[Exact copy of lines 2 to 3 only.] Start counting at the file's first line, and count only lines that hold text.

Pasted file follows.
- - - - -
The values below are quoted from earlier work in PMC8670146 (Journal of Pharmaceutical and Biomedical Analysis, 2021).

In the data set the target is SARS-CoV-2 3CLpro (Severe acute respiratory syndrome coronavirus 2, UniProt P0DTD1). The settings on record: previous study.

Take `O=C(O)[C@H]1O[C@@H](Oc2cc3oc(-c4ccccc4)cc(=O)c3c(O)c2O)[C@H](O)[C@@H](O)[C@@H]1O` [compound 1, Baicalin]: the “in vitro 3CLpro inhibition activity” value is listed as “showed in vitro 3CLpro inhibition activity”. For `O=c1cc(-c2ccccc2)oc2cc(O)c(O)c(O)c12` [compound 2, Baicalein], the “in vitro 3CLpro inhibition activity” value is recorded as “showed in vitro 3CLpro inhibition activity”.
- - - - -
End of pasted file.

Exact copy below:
In the data set the target is SARS-CoV-2 3CLpro (Severe acute respiratory syndrome coronavirus 2, UniProt P0DTD1). The settings on record: previous study.

Take `O=C(O)[C@H]1O[C@@H](Oc2cc3oc(-c4ccccc4)cc(=O)c3c(O)c2O)[C@H](O)[C@@H](O)[C@@H]1O` [compound 1, Baicalin]: the “in vitro 3CLpro inhibition activity” value is listed as “showed in vitro 3CLpro inhibition activity”. For `O=c1cc(-c2ccccc2)oc2cc(O)c(O)c(O)c12` [compound 2, Baicalein], the “in vitro 3CLpro inhibition activity” value is recorded as “showed in vitro 3CLpro inhibition activity”.